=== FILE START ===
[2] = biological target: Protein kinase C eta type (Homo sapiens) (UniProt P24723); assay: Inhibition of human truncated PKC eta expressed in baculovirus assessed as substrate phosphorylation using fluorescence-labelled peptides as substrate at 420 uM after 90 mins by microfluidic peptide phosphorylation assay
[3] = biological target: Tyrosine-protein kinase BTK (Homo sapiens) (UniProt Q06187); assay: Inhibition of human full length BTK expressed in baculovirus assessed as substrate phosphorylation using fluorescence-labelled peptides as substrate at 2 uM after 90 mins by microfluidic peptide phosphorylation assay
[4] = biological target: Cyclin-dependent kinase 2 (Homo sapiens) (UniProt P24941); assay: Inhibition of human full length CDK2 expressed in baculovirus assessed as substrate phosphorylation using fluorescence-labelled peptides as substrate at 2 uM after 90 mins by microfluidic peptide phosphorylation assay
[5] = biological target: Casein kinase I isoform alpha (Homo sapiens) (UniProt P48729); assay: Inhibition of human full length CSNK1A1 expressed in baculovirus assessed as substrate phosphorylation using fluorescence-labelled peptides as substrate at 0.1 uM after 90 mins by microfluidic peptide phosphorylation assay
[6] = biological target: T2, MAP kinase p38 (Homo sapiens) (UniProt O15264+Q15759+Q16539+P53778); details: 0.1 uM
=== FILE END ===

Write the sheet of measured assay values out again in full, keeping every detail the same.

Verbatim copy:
[2] = biological target: Protein kinase C eta type (Homo sapiens) (UniProt P24723); assay: Inhibition of human truncated PKC eta expressed in baculovirus assessed as substrate phosphorylation using fluorescence-labelled peptides as substrate at 420 uM after 90 mins by microfluidic peptide phosphorylation assay
[3] = biological target: Tyrosine-protein kinase BTK (Homo sapiens) (UniProt Q06187); assay: Inhibition of human full length BTK expressed in baculovirus assessed as substrate phosphorylation using fluorescence-labelled peptides as substrate at 2 uM after 90 mins by microfluidic peptide phosphorylation assay
[4] = biological target: Cyclin-dependent kinase 2 (Homo sapiens) (UniProt P24941); assay: Inhibition of human full length CDK2 expressed in baculovirus assessed as substrate phosphorylation using fluorescence-labelled peptides as substrate at 2 uM after 90 mins by microfluidic peptide phosphorylation assay
[5] = biological target: Casein kinase I isoform alpha (Homo sapiens) (UniProt P48729); assay: Inhibition of human full length CSNK1A1 expressed in baculovirus assessed as substrate phosphorylation using fluorescence-labelled peptides as substrate at 0.1 uM after 90 mins by microfluidic peptide phosphorylation assay
[6] = biological target: T2, MAP kinase p38 (Homo sapiens) (UniProt O15264+Q15759+Q16539+P53778); details: 0.1 uM